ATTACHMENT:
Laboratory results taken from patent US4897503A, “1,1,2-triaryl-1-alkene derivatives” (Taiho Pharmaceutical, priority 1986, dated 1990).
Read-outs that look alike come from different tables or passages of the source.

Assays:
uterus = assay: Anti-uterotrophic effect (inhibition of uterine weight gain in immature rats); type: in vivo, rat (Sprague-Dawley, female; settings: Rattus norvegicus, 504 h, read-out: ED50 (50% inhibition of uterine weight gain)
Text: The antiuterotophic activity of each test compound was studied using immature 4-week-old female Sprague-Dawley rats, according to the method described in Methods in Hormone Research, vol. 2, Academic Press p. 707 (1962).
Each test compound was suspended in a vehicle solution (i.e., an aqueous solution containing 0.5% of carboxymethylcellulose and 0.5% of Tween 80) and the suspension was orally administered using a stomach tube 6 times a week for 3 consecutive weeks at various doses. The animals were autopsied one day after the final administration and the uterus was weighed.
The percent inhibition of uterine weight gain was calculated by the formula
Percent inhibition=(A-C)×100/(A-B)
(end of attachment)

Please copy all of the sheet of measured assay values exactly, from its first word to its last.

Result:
Laboratory results taken from patent US4897503A, “1,1,2-triaryl-1-alkene derivatives” (Taiho Pharmaceutical, priority 1986, dated 1990).
Read-outs that look alike come from different tables or passages of the source.

Assays:
uterus = assay: Anti-uterotrophic effect (inhibition of uterine weight gain in immature rats); type: in vivo, rat (Sprague-Dawley, female; settings: Rattus norvegicus, 504 h, read-out: ED50 (50% inhibition of uterine weight gain)
Text: The antiuterotophic activity of each test compound was studied using immature 4-week-old female Sprague-Dawley rats, according to the method described in Methods in Hormone Research, vol. 2, Academic Press p. 707 (1962).
Each test compound was suspended in a vehicle solution (i.e., an aqueous solution containing 0.5% of carboxymethylcellulose and 0.5% of Tween 80) and the suspension was orally administered using a stomach tube 6 times a week for 3 consecutive weeks at various doses. The animals were autopsied one day after the final administration and the uterus was weighed.
The percent inhibition of uterine weight gain was calculated by the formula
Percent inhibition=(A-C)×100/(A-B)